Photo Credit: Neighborhood chipping in Towns County, Georgia helps residents dispose of yard debris making their properties more fire safe.

There are volumes written on best practices for community engagement and communication, but even with so many good strategies and approaches it takes time, capacity, practice and resources to facilitate community action. FAC Network hub leaders offered some of their insights on effectively engaging communities in fire adapted communities concepts in a webinar (recording available here) this winter. Check out these five tips for motivating your FAC audience to action.

1. Know your audience and offer them ideas and resources they value

One of the first rules of community engagement is to offer information that your audience will find valuable. In order to craft a valuable message you have to start by understanding your audience, what they need, and how you can help them. FAC Network leaders in Towns County, Georgia, researched their community demographics in order to develop targeted communications. They learned that nearly half of their community members live in Towns County seasonally. This has helped them hone in on recommendations for part-time residents. For example, they’ve been able to recommend simple actions people can take to prepare their properties for fire over a weekend. They also learned that retirees are a significant percentage of their population. Knowing this, they’ve worked to provide chipping assistance to elderly residents. Up-front research about your audience will help you design engaging communications and programs aligned with community needs. Work with your partners to make a simple community profile that will help inform your communication and engagement strategy.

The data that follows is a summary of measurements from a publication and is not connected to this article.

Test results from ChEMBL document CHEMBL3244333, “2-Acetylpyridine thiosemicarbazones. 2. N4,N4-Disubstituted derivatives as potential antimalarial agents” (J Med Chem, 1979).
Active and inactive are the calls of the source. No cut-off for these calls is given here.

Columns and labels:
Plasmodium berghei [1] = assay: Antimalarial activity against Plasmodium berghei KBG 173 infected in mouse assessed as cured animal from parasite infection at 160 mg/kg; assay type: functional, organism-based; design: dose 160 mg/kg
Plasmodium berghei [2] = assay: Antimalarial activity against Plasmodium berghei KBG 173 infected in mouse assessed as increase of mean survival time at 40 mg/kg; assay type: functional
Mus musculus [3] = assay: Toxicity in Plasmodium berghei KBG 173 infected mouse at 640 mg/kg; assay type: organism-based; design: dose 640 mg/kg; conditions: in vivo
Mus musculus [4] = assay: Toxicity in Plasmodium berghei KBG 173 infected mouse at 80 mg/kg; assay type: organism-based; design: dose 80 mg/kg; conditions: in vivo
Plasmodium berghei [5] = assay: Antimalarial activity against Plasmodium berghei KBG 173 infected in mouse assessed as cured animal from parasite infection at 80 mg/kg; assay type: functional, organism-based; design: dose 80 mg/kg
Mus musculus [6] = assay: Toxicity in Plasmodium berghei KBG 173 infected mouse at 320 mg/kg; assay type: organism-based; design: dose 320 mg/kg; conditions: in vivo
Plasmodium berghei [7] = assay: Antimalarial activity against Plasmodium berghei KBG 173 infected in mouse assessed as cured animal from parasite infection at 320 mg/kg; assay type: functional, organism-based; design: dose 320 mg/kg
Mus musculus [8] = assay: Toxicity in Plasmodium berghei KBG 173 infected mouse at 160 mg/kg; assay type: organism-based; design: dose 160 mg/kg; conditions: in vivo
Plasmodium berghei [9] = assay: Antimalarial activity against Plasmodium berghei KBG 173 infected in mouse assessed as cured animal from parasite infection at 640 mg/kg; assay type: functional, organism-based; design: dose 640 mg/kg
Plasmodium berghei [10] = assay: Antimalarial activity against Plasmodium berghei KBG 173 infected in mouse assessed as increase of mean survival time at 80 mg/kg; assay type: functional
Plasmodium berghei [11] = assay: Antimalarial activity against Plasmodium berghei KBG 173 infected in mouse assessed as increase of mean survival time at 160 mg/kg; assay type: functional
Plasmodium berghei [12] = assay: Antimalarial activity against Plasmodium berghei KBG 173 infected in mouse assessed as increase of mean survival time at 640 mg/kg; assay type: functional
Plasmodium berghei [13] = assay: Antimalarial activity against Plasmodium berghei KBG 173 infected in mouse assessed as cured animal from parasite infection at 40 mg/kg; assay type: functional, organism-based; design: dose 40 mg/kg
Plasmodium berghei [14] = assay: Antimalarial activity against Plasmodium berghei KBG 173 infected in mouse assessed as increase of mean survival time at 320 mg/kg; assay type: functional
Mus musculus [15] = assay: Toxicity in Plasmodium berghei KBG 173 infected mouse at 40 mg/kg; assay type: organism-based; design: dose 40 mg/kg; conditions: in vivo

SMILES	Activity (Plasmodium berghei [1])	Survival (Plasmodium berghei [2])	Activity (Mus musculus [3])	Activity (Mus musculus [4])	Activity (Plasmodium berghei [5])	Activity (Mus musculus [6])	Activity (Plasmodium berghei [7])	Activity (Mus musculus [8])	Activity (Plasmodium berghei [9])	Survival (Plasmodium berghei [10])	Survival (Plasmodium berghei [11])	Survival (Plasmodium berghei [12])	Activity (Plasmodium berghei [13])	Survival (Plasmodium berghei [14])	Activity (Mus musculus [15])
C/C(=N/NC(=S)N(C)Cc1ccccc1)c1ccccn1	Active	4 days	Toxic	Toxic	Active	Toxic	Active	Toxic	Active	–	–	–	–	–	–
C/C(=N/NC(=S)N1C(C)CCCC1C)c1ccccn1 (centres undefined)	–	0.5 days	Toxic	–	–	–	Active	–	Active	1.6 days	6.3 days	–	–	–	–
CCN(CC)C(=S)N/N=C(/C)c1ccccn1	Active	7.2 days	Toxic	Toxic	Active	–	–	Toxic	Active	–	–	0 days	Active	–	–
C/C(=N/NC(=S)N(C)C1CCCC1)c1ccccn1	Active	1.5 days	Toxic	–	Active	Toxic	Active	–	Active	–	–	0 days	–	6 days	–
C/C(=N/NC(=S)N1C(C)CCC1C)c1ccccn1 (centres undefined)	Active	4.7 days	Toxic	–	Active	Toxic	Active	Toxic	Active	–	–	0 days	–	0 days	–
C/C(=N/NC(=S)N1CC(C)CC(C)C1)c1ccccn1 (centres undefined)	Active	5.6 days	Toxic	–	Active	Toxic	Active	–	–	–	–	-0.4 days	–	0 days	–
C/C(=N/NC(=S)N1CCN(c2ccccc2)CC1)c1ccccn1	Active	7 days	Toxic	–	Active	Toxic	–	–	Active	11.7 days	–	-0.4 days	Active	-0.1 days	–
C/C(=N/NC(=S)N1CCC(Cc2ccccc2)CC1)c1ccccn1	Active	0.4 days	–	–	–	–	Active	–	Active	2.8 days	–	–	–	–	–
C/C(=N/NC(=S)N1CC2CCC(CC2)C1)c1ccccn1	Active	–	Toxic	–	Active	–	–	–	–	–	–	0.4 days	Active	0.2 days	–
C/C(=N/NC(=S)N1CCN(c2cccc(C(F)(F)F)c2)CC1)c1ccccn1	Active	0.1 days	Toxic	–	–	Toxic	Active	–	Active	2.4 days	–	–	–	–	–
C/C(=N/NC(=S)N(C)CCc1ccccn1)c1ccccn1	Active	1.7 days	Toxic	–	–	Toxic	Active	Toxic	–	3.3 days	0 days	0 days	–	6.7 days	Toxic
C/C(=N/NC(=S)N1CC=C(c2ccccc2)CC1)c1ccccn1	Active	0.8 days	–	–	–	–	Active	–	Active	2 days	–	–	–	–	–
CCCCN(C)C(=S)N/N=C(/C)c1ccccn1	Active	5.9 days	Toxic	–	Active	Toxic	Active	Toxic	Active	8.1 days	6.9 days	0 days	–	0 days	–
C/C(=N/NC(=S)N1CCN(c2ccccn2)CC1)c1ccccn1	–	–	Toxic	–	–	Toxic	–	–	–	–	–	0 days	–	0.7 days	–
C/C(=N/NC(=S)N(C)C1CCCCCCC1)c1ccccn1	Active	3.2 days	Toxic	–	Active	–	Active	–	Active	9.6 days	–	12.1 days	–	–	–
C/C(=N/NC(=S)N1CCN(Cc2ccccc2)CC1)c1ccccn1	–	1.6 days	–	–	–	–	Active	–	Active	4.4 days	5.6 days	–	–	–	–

2. Find and empower your community “spark plugs”
Neighborhood block parties are a great way to share information about fire preparedness and highlight the actions homeowners can take to make their neighborhoods more fire safe.

Neighborhood block parties are a great way to share information about fire preparedness and engage enthusiastic “spark plug” residents in your FAC work.

Another classic communications rule is to send the right messenger. People react to messages in different ways depending on who is delivering the information. If it comes from someone they trust, from a community leader and trendsetter, people are much more likely to take action and join the effort. The North Lake Tahoe Fire Protection District, Network hub in the Tahoe Basin, has capitalized on their reputation as a trusted community institution to bring citizens in their community together around FAC. By hosting block parties aimed at connecting neighbors, they’ve engaged especially passionate and inspired community members to help carry their FAC message. By enrolling people who are committed to the cause, they’ve extended their ability to reach the broader community through trusted liaisons. Do you know who your community “spark plugs” are? Try hosting an event designed to help enroll passionate citizens in your community in your fire adapted communities work.

3. Tours are more effective than talk